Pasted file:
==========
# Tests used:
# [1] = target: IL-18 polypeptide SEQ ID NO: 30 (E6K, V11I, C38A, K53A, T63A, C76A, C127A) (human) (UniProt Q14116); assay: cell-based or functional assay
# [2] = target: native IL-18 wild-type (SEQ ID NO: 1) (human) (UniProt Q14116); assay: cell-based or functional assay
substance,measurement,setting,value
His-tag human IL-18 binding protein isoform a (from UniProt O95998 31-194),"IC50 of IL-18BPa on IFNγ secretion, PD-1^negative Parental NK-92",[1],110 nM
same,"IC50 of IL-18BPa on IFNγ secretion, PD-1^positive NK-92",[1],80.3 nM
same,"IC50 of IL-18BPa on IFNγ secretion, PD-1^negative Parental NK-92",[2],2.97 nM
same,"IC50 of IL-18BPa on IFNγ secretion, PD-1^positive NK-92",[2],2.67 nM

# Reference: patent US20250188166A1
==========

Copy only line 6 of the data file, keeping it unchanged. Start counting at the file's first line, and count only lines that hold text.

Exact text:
same,"IC50 of IL-18BPa on IFNγ secretion, PD-1^positive NK-92",[1],80.3 nM